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A vibrant Seattle through transportation excellence Interim Director, Goran Sparrman

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Traffic Calming

Section 6.5.1 of the Right-of-Way Improvements Manual provides the following overview of traffic calming:

Traffic calming is a way to design streets to improve safety, reduce the amount of cut-through traffic traveling on residential streets, and generally encourage people to drive more slowly. Along with education and enforcement, traffic calming has been used in many Seattle neighborhoods to slow speeds on residential streets and improve neighborhood livability by reducing cut-through traffic and improving the environment for pedestrians.

Traffic calming relies on physical and visual cues in, and adjacent to, the roadway to induce drivers to travel at slower speeds. Traffic calming is self-enforcing. The design of the roadway results in the desired effect, without relying on compliance with traffic control devices such as signals, signs, and without enforcement. Street trees and lighting complement traffic calming devices and are often used to provide the visual cues that encourage people to drive more slowly.

Traffic calming is such a powerful tool because it is effective. Some of the effects of traffic calming, such as fewer and less severe crashes, are clearly measurable. Others, such as supporting community livability, are less tangible, but equally important. Experience throughout Europe, Australia, and North America has shown that traffic calming, if done correctly, reduces traffic speeds, the number and severity of crashes, and noise level. Research on traffic-calming projects in the United States supports their effectiveness at decreasing automobile speeds, reducing the numbers of crashes, and reducing noise levels in certain locations.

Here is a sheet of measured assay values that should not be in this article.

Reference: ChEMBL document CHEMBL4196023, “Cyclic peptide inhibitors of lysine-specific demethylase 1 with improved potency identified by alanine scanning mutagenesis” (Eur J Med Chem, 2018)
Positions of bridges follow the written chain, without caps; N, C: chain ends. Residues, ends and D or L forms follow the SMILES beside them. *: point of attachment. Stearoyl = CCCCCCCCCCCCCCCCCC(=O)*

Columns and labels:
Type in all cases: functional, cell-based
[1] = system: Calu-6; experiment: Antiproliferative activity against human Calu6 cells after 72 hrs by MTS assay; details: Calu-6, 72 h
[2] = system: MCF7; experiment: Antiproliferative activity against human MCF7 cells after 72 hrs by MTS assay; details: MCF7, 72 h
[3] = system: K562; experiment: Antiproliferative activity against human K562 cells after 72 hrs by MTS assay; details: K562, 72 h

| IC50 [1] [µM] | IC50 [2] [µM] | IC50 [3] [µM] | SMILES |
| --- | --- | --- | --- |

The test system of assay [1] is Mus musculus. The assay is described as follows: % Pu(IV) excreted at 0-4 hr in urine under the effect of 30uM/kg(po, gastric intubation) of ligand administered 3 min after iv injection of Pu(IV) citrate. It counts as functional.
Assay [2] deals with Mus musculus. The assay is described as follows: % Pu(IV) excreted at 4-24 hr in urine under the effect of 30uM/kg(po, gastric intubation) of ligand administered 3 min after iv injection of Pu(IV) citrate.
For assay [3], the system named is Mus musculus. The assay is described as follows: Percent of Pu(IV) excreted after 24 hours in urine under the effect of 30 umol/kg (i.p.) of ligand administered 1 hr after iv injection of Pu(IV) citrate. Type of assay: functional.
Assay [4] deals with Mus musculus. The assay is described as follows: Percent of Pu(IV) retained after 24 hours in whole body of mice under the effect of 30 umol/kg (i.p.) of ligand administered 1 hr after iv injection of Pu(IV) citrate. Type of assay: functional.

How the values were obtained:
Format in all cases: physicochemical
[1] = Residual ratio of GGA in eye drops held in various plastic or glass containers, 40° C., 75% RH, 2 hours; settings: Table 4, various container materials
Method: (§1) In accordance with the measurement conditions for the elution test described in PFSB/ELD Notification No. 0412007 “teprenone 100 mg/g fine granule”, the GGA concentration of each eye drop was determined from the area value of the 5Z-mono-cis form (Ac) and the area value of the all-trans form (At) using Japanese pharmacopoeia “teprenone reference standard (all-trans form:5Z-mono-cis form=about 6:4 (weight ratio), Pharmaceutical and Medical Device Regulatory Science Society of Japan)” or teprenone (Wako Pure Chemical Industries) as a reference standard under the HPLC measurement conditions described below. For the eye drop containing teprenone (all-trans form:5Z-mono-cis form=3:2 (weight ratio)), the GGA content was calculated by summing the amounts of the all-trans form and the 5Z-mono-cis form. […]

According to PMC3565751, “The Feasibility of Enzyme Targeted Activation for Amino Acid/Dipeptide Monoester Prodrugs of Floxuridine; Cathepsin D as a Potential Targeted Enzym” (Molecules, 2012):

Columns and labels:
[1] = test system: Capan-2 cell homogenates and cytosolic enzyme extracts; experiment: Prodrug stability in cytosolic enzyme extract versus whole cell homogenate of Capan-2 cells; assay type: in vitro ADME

Typical traffic calming devices allowed in Seattle include: curb bulbs, on-street parking, streetscape improvements, signs, medians, crossing islands or pedestrian refuges, road diets (reducing the number of traffic lanes), speed cushions, gateway treatments, neighborhood speed watch program, vegetation, limited access roadways, all-way stop, raised crosswalks, raised intersections, speed limit reduction, chicanes, chokers, diverters, partial street closure, pedestrian districts (woonerfs), speed humps, and traffic circles. For more detail about traffic calming in Seattle, please see Chapter 6.5 in the Right-of-Way Improvements Manual.

Implementing traffic calming is essential toward achieving the goals of the SPMP. By slowing vehicular traffic, pedestrians feel more welcome into the public right of way which encourages walking, creates more vibrant business districts and promotes a more equitable public realm.

Traffic Circle

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